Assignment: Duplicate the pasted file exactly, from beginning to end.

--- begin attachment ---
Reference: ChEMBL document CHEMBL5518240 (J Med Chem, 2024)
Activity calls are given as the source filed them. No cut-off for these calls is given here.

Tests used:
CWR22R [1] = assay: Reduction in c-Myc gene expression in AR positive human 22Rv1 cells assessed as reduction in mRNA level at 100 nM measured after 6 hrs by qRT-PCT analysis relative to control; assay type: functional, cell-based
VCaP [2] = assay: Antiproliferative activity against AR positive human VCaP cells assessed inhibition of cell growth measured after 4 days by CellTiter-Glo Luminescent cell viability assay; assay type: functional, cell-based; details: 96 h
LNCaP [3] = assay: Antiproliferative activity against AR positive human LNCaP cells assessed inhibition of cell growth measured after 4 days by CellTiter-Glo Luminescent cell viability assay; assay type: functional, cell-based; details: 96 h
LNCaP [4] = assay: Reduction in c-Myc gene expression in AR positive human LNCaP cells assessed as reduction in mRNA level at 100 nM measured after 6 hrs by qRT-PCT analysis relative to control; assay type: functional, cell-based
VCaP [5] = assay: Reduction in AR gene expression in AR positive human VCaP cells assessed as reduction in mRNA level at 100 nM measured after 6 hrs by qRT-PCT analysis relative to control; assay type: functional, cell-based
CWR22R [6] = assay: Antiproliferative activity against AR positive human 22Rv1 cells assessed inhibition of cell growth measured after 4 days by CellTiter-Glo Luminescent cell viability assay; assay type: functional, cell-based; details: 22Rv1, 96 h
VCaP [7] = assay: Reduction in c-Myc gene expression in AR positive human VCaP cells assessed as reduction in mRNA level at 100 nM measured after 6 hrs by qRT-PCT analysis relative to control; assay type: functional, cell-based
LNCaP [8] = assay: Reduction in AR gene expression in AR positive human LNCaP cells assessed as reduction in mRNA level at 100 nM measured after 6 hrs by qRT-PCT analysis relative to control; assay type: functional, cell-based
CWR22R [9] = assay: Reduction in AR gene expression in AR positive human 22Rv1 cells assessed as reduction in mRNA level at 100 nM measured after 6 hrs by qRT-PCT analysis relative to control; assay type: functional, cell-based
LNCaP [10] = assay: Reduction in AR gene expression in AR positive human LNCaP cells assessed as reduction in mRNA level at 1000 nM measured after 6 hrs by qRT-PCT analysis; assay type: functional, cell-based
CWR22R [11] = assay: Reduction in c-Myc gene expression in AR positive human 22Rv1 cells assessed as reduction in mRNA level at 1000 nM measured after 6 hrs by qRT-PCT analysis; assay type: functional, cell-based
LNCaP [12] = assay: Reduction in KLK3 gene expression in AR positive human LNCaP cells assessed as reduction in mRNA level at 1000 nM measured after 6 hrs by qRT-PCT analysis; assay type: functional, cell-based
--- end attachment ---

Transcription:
Reference: ChEMBL document CHEMBL5518240 (J Med Chem, 2024)
Activity calls are given as the source filed them. No cut-off for these calls is given here.

Tests used:
CWR22R [1] = assay: Reduction in c-Myc gene expression in AR positive human 22Rv1 cells assessed as reduction in mRNA level at 100 nM measured after 6 hrs by qRT-PCT analysis relative to control; assay type: functional, cell-based
VCaP [2] = assay: Antiproliferative activity against AR positive human VCaP cells assessed inhibition of cell growth measured after 4 days by CellTiter-Glo Luminescent cell viability assay; assay type: functional, cell-based; details: 96 h
LNCaP [3] = assay: Antiproliferative activity against AR positive human LNCaP cells assessed inhibition of cell growth measured after 4 days by CellTiter-Glo Luminescent cell viability assay; assay type: functional, cell-based; details: 96 h
LNCaP [4] = assay: Reduction in c-Myc gene expression in AR positive human LNCaP cells assessed as reduction in mRNA level at 100 nM measured after 6 hrs by qRT-PCT analysis relative to control; assay type: functional, cell-based
VCaP [5] = assay: Reduction in AR gene expression in AR positive human VCaP cells assessed as reduction in mRNA level at 100 nM measured after 6 hrs by qRT-PCT analysis relative to control; assay type: functional, cell-based
CWR22R [6] = assay: Antiproliferative activity against AR positive human 22Rv1 cells assessed inhibition of cell growth measured after 4 days by CellTiter-Glo Luminescent cell viability assay; assay type: functional, cell-based; details: 22Rv1, 96 h
VCaP [7] = assay: Reduction in c-Myc gene expression in AR positive human VCaP cells assessed as reduction in mRNA level at 100 nM measured after 6 hrs by qRT-PCT analysis relative to control; assay type: functional, cell-based
LNCaP [8] = assay: Reduction in AR gene expression in AR positive human LNCaP cells assessed as reduction in mRNA level at 100 nM measured after 6 hrs by qRT-PCT analysis relative to control; assay type: functional, cell-based
CWR22R [9] = assay: Reduction in AR gene expression in AR positive human 22Rv1 cells assessed as reduction in mRNA level at 100 nM measured after 6 hrs by qRT-PCT analysis relative to control; assay type: functional, cell-based
LNCaP [10] = assay: Reduction in AR gene expression in AR positive human LNCaP cells assessed as reduction in mRNA level at 1000 nM measured after 6 hrs by qRT-PCT analysis; assay type: functional, cell-based
CWR22R [11] = assay: Reduction in c-Myc gene expression in AR positive human 22Rv1 cells assessed as reduction in mRNA level at 1000 nM measured after 6 hrs by qRT-PCT analysis; assay type: functional, cell-based
LNCaP [12] = assay: Reduction in KLK3 gene expression in AR positive human LNCaP cells assessed as reduction in mRNA level at 1000 nM measured after 6 hrs by qRT-PCT analysis; assay type: functional, cell-based